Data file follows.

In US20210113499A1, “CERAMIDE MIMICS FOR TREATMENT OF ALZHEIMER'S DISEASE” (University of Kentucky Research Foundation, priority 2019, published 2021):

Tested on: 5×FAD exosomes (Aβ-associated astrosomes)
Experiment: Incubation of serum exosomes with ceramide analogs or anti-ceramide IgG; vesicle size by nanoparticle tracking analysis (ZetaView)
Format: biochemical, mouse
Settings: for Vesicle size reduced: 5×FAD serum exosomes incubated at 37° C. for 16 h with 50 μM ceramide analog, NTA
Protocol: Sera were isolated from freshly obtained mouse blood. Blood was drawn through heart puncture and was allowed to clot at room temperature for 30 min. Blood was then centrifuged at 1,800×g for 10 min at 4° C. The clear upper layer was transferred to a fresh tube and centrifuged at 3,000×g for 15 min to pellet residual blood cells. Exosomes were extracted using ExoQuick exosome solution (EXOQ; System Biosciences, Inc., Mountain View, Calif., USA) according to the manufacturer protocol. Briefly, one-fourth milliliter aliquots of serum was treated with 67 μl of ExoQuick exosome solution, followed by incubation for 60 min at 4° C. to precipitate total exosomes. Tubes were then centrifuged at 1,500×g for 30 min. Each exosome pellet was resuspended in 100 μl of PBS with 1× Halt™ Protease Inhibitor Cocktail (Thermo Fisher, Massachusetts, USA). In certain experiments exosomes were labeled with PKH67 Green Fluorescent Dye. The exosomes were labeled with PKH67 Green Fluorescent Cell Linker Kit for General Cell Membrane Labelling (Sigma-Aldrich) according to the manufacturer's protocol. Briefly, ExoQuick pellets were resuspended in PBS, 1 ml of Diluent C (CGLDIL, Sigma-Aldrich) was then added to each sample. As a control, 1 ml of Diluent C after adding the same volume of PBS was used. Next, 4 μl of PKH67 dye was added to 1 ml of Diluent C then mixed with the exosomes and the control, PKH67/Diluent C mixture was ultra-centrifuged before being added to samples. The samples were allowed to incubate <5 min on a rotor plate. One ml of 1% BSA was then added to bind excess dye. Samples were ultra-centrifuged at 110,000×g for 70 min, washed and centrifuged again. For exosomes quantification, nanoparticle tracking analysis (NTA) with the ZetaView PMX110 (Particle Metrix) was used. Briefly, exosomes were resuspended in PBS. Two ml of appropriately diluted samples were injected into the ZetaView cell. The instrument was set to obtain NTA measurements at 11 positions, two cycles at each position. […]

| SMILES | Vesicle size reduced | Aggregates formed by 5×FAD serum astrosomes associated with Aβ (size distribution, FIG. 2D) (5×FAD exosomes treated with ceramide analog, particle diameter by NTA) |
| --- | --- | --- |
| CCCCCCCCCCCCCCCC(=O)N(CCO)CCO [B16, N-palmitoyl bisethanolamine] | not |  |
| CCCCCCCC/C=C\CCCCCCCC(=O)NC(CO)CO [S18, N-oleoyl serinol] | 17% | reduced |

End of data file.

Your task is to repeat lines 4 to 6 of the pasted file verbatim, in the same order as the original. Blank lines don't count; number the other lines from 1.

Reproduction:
Format: biochemical, mouse
Settings: for Vesicle size reduced: 5×FAD serum exosomes incubated at 37° C. for 16 h with 50 μM ceramide analog, NTA
Protocol: Sera were isolated from freshly obtained mouse blood. Blood was drawn through heart puncture and was allowed to clot at room temperature for 30 min. Blood was then centrifuged at 1,800×g for 10 min at 4° C. The clear upper layer was transferred to a fresh tube and centrifuged at 3,000×g for 15 min to pellet residual blood cells. Exosomes were extracted using ExoQuick exosome solution (EXOQ; System Biosciences, Inc., Mountain View, Calif., USA) according to the manufacturer protocol. Briefly, one-fourth milliliter aliquots of serum was treated with 67 μl of ExoQuick exosome solution, followed by incubation for 60 min at 4° C. to precipitate total exosomes. Tubes were then centrifuged at 1,500×g for 30 min. Each exosome pellet was resuspended in 100 μl of PBS with 1× Halt™ Protease Inhibitor Cocktail (Thermo Fisher, Massachusetts, USA). In certain experiments exosomes were labeled with PKH67 Green Fluorescent Dye. The exosomes were labeled with PKH67 Green Fluorescent Cell Linker Kit for General Cell Membrane Labelling (Sigma-Aldrich) according to the manufacturer's protocol. Briefly, ExoQuick pellets were resuspended in PBS, 1 ml of Diluent C (CGLDIL, Sigma-Aldrich) was then added to each sample. As a control, 1 ml of Diluent C after adding the same volume of PBS was used. Next, 4 μl of PKH67 dye was added to 1 ml of Diluent C then mixed with the exosomes and the control, PKH67/Diluent C mixture was ultra-centrifuged before being added to samples. The samples were allowed to incubate <5 min on a rotor plate. One ml of 1% BSA was then added to bind excess dye. Samples were ultra-centrifuged at 110,000×g for 70 min, washed and centrifuged again. For exosomes quantification, nanoparticle tracking analysis (NTA) with the ZetaView PMX110 (Particle Metrix) was used. Briefly, exosomes were resuspended in PBS. Two ml of appropriately diluted samples were injected into the ZetaView cell. The instrument was set to obtain NTA measurements at 11 positions, two cycles at each position. […]